Shoppers on Main Street tell us a lot about the state of the broader economy. What you and I spend our hard-earned dollars on — whether we save or invest, buy clothes or cars, spend Saturday nights chilling with Netflix or at a bar after a game — all adds up to just how quickly the economy recovers.
For now, consumers seem to have adjusted to shopping from the comfort of home. Online sales have jumped during the pandemic, especially at my house. Over the past five years, e-commerce has accounted for about 10% of retail sales. That surged to a peak of 16% last year as Main Street households ordered everything from smoothie ingredients to new cars.
Online sales and e-commerce have become key supporting players in retail sales, which in turn are a key indicator of Main Street’s economic recovery. The recent release of retail sales data for January helps frame three questions that I’ll be asking repeatedly over the course of the year to determine the state of the economic recovery.
1. How’s business on Main Street?
In March and April of 2020, retail sales took a historic nosedive as stores around the country shut their doors to comply with lockdown measures intended to stop the spread of the coronavirus.
Since then, retail sales have had an uneven track record. They were the first economic indicator to rebound after the onslaught of the coronavirus. By June, retail sales were back above February levels – with one major exception, restaurants and bars, which we’ll get to in a minute.
The surge was short-lived. Starting in October, retail sales slid again for three straight months as winter brought a new spike in COVID cases.
Last week, retail sales numbers delivered great news, showing that consumers picked up the shopping habit again. January retail spending rebounded strongly, up 5.8% from a year earlier as COVID cases and hospitalization rates receded at the start of the year.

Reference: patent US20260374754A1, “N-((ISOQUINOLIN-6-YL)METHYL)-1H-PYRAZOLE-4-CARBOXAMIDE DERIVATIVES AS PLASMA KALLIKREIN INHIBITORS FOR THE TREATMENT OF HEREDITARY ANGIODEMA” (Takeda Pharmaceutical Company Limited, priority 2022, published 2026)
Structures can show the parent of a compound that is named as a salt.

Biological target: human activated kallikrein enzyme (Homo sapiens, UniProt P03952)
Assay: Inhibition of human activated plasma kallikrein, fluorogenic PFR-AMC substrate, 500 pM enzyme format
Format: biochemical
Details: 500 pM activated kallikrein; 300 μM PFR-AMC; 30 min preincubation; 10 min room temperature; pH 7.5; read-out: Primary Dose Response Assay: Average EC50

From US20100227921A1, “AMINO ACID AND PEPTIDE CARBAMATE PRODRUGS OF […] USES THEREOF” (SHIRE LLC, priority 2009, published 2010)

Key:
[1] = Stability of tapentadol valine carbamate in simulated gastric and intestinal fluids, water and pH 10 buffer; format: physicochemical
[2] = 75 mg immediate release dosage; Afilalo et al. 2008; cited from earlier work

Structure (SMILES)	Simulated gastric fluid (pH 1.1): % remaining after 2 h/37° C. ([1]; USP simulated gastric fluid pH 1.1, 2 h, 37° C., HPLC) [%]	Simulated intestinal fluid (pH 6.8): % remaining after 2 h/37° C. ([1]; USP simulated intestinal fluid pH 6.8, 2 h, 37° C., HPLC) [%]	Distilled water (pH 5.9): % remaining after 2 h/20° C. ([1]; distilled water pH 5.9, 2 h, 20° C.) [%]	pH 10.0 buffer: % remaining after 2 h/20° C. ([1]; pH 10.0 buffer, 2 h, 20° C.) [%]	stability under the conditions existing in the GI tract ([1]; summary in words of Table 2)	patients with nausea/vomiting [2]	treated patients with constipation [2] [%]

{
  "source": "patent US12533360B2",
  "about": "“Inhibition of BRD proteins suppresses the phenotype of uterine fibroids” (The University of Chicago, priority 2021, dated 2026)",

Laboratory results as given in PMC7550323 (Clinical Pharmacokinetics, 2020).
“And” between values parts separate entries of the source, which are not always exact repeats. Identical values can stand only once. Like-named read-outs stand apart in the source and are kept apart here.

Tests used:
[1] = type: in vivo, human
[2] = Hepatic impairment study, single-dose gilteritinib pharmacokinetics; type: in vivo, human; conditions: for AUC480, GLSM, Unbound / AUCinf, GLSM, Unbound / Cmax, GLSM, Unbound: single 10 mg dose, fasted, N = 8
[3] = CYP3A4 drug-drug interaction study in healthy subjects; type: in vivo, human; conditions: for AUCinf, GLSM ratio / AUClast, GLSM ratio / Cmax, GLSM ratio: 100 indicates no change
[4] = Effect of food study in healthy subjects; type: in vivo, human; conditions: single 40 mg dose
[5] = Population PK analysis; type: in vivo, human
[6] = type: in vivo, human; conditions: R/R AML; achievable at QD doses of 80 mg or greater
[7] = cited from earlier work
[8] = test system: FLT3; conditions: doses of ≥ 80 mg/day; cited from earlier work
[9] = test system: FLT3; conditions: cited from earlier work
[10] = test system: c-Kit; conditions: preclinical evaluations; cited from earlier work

Source: St. Louis Federal Reserve Economic Research
2. How are Main Streeters feeling?
We’ve found a way keep buying goods, but health worries and widespread rules on social distancing have dampened spending on services that require close physical contact – like college bars on half-price Thursday and Washington, D.C., watering holes during election season.
Food service sales are down 17% from pre-pandemic levels. The lack of spending on restaurants and bars makes it official — we’re now a nation of homebodies.
COVID-19 has been not only a shock to our economy, it has completely disrupted our way of life and made everyday activities uneasy. The elixir for this disruption is the vaccine rollout and widespread inoculation.
The more we’re able to step out and socialize at concerts, ball games, movie theatres, coffee shops (I’m daydreaming as I type this because I’m so ready to get back to those things) the more Main Street signals that consumers are feeling confident that they can safely resume normal economic activities. And that confidence, in turn, drives more confidence.
3. How is Main Street using its stimulus checks?
Spend versus save – this age-old household dilemma has taken on new meaning during the COVID crisis.
In March, Congress approved $2,000 in direct payments to most consumers. While some families spent their relief funds on rent and other necessities, wealthier Main Street residents were more likely to sock their dollars away or invest them in the stock market.
In December, Congress passed legislation to provide another $600 in direct payments to most consumers. The latest numbers suggest that that round of stimulus helped boost retail sales in January.
President Biden’s economic rescue plan calls for mailing a third round of checks. Another wave of direct payments could drive more spending and stimulate the economy. Or it could fuel more savings and prove less effective in propelling the near-term recovery.
Will Main Street continue to shop until the economy pops? Right now, the recovery is moving ahead, bolstered by cheap borrowing, government spending, and pent-up consumer demand. However, hard-hit industries from airlines to coffee shops are still feeling the pain of the pandemic. Last week’s jobless claims showed millions of workers still on the sidelines. Main Street may be shopping, but until hard-hit industries and workers are back on their feet again, the economy won’t be poppin’.